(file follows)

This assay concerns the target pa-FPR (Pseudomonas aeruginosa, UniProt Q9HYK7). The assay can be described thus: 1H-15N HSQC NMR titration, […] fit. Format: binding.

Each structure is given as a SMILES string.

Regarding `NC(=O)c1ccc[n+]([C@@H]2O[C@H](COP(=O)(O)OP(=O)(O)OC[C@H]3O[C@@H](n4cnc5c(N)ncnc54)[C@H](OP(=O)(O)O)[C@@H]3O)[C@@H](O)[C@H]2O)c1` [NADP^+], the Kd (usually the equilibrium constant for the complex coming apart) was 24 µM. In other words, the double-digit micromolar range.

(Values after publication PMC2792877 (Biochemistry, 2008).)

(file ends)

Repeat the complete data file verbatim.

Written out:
This assay concerns the target pa-FPR (Pseudomonas aeruginosa, UniProt Q9HYK7). The assay can be described thus: 1H-15N HSQC NMR titration, […] fit. Format: binding.

Each structure is given as a SMILES string.

Regarding `NC(=O)c1ccc[n+]([C@@H]2O[C@H](COP(=O)(O)OP(=O)(O)OC[C@H]3O[C@@H](n4cnc5c(N)ncnc54)[C@H](OP(=O)(O)O)[C@@H]3O)[C@@H](O)[C@H]2O)c1` [NADP^+], the Kd (usually the equilibrium constant for the complex coming apart) was 24 µM. In other words, the double-digit micromolar range.

(Values after publication PMC2792877 (Biochemistry, 2008).)